Thursday, May 25, 2006

In My Musical Past

This is probably the 10th or 20th time I've tried to learn an instrument. I've taken keyboard lessons 4 or 5 times, guitar lessons twice, clarinet lessons in middle school. I've also done the self-instruction thing on keyboard 3 or 4 times, and on guitar another half-dozen, at least.

You'd think I'd have given up by now, but honestly, I know that there's something musical in my nature, and I just can't give it up. So I keep coming back.

My approach, of which I am now certain is flawed, goes something like this: 1) I must practice at least 30 mins, and preferably 1 hour, every day, 2) I must do what the book or instructor says to do, because they know best, 3) somewhere down the line, if I have lots of dedication, determination and discipline, I'll get good, and then it'll be fun. Or something.

This is way screwed up, (for me, at least).

Let's start at the last one. I have no dedication, determination or discipline. None. If it's not fun, I'm not going to do it. I never have with anything else, and I doubt very seriously that I'm going to start now. (If it's me that's screwed up here, so be it. I'm all I have to work with.)

Now the middle one. At this point I've seen enough books and teachers to realize that nobody really knows how to teach an instrument. Or rather, nobody can tell you something that, having heard it, will cause you to learn an instrument. At best, we, the learners, have to teach ourselves, and having books and teachers are only good for minor corrections, suggestions and ideas. At some point, I may well go back to taking lessons, but for now, it's futile.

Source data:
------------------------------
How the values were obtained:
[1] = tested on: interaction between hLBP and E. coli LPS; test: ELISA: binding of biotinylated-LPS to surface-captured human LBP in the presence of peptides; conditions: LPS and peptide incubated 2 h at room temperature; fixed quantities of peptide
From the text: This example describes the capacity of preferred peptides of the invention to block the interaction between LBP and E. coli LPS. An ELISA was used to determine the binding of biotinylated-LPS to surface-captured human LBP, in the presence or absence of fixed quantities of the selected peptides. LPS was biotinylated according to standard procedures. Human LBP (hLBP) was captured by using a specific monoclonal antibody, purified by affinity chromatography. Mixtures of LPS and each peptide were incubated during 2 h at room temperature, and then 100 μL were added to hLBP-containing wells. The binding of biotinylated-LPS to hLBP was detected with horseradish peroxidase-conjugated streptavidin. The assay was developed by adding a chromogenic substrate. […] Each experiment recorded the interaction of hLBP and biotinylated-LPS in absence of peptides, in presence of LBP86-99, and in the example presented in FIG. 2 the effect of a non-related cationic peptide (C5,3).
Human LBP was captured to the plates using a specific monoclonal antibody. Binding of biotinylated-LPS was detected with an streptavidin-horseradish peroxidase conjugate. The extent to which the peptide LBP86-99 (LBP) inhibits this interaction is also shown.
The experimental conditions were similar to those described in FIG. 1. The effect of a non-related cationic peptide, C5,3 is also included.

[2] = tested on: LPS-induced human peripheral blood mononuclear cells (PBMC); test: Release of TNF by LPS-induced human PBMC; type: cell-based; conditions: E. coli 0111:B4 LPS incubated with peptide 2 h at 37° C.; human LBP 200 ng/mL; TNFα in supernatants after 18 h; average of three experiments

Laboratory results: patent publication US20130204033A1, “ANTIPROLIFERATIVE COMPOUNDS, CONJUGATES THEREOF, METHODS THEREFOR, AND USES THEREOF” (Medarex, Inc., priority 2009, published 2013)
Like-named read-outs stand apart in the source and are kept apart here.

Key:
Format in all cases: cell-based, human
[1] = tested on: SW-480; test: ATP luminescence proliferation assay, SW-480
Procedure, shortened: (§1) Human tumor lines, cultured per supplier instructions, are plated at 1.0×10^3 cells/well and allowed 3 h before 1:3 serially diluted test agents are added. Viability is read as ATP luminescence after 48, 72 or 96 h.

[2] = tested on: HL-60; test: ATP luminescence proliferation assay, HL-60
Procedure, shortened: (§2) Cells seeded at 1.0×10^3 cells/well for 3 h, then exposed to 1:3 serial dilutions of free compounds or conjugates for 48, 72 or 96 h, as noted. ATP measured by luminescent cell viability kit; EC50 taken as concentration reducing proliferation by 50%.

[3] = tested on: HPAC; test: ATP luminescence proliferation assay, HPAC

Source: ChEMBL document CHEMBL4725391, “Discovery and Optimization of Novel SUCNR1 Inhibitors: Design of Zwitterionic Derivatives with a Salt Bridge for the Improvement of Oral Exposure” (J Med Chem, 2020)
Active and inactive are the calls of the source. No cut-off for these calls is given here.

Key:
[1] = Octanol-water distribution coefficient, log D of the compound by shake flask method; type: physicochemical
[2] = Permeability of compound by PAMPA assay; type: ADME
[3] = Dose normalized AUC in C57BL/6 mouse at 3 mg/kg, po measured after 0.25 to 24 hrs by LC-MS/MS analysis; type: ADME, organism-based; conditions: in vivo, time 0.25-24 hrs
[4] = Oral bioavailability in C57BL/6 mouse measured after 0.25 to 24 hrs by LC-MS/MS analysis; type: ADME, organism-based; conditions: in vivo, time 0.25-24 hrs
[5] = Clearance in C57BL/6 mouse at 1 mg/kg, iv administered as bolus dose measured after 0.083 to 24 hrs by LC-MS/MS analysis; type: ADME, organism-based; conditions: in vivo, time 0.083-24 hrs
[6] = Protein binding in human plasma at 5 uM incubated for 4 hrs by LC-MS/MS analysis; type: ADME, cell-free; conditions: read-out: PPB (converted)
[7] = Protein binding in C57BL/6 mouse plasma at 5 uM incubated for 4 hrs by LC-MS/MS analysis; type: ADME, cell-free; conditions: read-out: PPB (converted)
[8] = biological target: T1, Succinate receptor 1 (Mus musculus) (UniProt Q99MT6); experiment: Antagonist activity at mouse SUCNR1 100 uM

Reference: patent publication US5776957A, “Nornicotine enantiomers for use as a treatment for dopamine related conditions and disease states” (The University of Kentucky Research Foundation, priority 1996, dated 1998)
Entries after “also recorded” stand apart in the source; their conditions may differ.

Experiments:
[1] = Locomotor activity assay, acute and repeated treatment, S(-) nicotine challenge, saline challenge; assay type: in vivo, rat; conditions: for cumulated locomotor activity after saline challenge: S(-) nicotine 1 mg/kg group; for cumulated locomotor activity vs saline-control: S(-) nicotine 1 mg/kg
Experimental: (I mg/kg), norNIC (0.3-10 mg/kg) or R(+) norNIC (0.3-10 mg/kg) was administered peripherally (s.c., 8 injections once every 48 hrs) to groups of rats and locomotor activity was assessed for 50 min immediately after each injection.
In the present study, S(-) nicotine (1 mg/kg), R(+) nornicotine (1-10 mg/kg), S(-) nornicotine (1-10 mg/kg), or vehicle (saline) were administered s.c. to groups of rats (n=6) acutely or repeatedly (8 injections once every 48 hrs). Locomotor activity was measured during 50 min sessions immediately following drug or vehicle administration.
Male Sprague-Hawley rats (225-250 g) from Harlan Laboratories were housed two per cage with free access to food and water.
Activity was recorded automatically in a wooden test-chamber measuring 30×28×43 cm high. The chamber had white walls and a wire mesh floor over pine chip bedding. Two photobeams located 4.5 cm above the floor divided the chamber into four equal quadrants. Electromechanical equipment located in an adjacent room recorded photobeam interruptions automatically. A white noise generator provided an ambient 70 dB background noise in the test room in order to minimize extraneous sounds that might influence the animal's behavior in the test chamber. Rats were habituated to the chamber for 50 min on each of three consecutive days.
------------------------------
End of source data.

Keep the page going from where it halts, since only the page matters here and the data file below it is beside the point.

I don't mean that no teachers know anything, or are incapable of imparting knowledge. All of my teachers have understood their respective instruments. But again, I need to stop relying on someone else to teach me, and figure out how to learn.

The goal, in my opinion, is to get your hands on the instrument. I can type quite nicely. I got that way by typing, a lot. That's a physical challenge, much like learning an instrument. Books have music. Books have ideas for what to play, when you're new enough to not have ideas of your own. Teachers have their place, too, but neither books nor teachers should be up on a pedestal; spread the books out on the floor, and glance down occasionally when you need an idea to get you started.

And the first one: if I'm getting my hands on the instrument, then the time doesn't matter. Or rather, watching the clock doesn't matter. If I'm having fun, playing around, learning a bit here and there, then minutes on the clock will come and go without being noticed. Again, if it's not fun, I personally am not likely to bother.

So I'm giving up on the old way. Good bye, and good riddance. (More shortly on what I'm replacing it with.)

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